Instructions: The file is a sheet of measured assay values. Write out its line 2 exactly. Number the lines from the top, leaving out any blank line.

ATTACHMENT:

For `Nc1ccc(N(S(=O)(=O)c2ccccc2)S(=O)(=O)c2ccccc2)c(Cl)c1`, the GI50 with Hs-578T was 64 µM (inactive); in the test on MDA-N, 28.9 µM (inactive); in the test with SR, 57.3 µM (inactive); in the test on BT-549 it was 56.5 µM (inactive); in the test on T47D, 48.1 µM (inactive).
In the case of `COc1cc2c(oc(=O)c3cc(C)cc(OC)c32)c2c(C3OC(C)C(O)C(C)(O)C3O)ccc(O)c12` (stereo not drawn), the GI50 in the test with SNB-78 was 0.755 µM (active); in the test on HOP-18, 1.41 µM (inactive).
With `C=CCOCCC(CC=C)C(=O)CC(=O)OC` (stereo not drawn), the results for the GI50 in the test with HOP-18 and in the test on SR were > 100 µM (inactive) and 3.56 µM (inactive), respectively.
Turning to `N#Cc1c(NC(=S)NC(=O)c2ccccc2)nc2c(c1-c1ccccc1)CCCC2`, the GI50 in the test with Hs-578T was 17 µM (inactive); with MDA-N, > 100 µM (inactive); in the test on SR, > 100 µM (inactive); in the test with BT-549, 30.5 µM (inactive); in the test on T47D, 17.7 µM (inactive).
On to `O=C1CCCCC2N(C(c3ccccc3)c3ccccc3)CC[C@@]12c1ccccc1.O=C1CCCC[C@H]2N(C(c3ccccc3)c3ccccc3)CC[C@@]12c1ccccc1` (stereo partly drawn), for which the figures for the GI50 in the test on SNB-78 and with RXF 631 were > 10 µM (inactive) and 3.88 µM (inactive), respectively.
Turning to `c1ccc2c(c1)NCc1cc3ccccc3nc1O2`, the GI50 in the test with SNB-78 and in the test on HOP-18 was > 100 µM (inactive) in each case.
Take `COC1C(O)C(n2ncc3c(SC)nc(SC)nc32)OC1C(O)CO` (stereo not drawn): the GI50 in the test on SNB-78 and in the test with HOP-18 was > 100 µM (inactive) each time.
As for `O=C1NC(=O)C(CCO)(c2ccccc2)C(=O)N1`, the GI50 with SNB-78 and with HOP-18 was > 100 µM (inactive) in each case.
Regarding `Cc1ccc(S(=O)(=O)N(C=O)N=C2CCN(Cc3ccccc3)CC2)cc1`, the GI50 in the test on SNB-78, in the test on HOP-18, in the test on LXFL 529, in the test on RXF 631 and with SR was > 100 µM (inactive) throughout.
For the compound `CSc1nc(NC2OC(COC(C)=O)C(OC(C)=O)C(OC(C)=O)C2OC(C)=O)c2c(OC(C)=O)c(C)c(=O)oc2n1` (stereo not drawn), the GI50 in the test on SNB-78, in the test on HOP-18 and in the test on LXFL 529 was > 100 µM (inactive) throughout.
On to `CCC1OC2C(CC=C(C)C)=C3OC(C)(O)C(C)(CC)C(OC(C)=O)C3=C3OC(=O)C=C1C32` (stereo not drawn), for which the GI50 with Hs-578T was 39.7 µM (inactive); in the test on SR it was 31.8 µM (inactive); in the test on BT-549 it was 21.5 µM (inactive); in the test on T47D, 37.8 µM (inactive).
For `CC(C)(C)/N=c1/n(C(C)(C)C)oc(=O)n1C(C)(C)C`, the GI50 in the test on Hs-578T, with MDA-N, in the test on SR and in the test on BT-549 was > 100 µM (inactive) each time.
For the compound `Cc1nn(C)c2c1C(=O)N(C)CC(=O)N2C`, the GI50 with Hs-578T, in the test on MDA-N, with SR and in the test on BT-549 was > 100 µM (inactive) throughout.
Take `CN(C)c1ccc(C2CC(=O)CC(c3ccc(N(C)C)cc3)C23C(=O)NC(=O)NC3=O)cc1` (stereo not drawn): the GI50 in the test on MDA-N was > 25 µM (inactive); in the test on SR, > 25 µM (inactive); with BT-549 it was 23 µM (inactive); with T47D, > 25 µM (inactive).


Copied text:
In the case of `COc1cc2c(oc(=O)c3cc(C)cc(OC)c32)c2c(C3OC(C)C(O)C(C)(O)C3O)ccc(O)c12` (stereo not drawn), the GI50 in the test with SNB-78 was 0.755 µM (active); in the test on HOP-18, 1.41 µM (inactive).